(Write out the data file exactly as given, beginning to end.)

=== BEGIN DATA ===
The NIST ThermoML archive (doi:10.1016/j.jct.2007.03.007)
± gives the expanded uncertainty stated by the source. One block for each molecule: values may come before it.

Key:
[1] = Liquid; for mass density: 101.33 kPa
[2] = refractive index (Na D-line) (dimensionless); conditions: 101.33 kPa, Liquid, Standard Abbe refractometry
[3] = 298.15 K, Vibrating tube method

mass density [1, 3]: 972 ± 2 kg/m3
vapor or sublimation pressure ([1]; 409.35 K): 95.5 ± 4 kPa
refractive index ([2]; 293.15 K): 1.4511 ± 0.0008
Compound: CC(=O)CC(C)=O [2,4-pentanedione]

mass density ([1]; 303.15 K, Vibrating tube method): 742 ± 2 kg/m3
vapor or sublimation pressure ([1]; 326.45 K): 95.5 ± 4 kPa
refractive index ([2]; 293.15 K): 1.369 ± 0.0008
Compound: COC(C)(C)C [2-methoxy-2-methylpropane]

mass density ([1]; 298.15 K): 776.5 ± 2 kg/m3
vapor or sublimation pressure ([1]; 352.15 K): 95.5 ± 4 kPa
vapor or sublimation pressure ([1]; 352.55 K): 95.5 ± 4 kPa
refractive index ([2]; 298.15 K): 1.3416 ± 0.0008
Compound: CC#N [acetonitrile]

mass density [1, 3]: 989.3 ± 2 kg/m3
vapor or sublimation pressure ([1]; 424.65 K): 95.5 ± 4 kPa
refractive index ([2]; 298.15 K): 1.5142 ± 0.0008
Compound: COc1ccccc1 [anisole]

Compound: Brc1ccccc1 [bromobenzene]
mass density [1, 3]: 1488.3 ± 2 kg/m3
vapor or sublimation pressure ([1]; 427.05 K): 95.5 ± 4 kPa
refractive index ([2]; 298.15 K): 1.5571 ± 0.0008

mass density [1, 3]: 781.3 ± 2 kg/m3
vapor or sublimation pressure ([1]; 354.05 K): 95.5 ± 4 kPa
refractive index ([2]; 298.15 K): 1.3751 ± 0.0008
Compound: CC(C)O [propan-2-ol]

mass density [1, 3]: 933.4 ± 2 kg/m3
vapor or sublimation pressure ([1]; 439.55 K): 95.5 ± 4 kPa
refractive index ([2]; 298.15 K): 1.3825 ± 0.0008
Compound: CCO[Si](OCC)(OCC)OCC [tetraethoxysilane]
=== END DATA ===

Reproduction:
The NIST ThermoML archive (doi:10.1016/j.jct.2007.03.007)
± gives the expanded uncertainty stated by the source. One block for each molecule: values may come before it.

Key:
[1] = Liquid; for mass density: 101.33 kPa
[2] = refractive index (Na D-line) (dimensionless); conditions: 101.33 kPa, Liquid, Standard Abbe refractometry
[3] = 298.15 K, Vibrating tube method

mass density [1, 3]: 972 ± 2 kg/m3
vapor or sublimation pressure ([1]; 409.35 K): 95.5 ± 4 kPa
refractive index ([2]; 293.15 K): 1.4511 ± 0.0008
Compound: CC(=O)CC(C)=O [2,4-pentanedione]

mass density ([1]; 303.15 K, Vibrating tube method): 742 ± 2 kg/m3
vapor or sublimation pressure ([1]; 326.45 K): 95.5 ± 4 kPa
refractive index ([2]; 293.15 K): 1.369 ± 0.0008
Compound: COC(C)(C)C [2-methoxy-2-methylpropane]

mass density ([1]; 298.15 K): 776.5 ± 2 kg/m3
vapor or sublimation pressure ([1]; 352.15 K): 95.5 ± 4 kPa
vapor or sublimation pressure ([1]; 352.55 K): 95.5 ± 4 kPa
refractive index ([2]; 298.15 K): 1.3416 ± 0.0008
Compound: CC#N [acetonitrile]

mass density [1, 3]: 989.3 ± 2 kg/m3
vapor or sublimation pressure ([1]; 424.65 K): 95.5 ± 4 kPa
refractive index ([2]; 298.15 K): 1.5142 ± 0.0008
Compound: COc1ccccc1 [anisole]

Compound: Brc1ccccc1 [bromobenzene]
mass density [1, 3]: 1488.3 ± 2 kg/m3
vapor or sublimation pressure ([1]; 427.05 K): 95.5 ± 4 kPa
refractive index ([2]; 298.15 K): 1.5571 ± 0.0008

mass density [1, 3]: 781.3 ± 2 kg/m3
vapor or sublimation pressure ([1]; 354.05 K): 95.5 ± 4 kPa
refractive index ([2]; 298.15 K): 1.3751 ± 0.0008
Compound: CC(C)O [propan-2-ol]

mass density [1, 3]: 933.4 ± 2 kg/m3
vapor or sublimation pressure ([1]; 439.55 K): 95.5 ± 4 kPa
refractive index ([2]; 298.15 K): 1.3825 ± 0.0008
Compound: CCO[Si](OCC)(OCC)OCC [tetraethoxysilane]